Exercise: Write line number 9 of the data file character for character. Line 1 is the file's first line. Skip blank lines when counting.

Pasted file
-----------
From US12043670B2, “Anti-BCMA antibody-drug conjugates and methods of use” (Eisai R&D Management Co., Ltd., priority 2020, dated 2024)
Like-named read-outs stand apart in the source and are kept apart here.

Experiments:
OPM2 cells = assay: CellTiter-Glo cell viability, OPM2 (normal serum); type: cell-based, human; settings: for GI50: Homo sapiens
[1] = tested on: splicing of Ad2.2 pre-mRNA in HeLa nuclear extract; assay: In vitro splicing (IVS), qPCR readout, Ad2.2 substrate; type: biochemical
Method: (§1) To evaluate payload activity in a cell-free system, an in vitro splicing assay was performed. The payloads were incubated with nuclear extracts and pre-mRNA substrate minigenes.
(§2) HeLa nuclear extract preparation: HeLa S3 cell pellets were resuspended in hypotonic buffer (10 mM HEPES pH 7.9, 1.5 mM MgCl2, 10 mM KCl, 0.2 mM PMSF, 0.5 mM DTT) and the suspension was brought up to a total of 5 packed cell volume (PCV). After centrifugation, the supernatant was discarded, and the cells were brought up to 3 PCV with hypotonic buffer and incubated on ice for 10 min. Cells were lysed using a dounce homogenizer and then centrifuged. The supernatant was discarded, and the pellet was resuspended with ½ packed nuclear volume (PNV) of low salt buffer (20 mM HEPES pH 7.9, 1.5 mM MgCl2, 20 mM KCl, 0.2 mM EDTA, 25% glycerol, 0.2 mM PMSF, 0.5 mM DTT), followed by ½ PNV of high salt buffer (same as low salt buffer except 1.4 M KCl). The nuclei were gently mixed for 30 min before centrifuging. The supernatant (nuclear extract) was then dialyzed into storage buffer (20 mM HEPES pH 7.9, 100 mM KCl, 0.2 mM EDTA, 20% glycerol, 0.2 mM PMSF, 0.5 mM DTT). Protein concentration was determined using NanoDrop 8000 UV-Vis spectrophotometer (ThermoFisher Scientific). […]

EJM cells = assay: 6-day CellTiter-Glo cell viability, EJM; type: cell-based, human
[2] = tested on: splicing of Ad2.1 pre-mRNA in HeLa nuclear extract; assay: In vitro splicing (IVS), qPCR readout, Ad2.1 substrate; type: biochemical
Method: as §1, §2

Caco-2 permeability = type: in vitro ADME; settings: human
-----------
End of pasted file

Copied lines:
[2] = tested on: splicing of Ad2.1 pre-mRNA in HeLa nuclear extract; assay: In vitro splicing (IVS), qPCR readout, Ad2.1 substrate; type: biochemical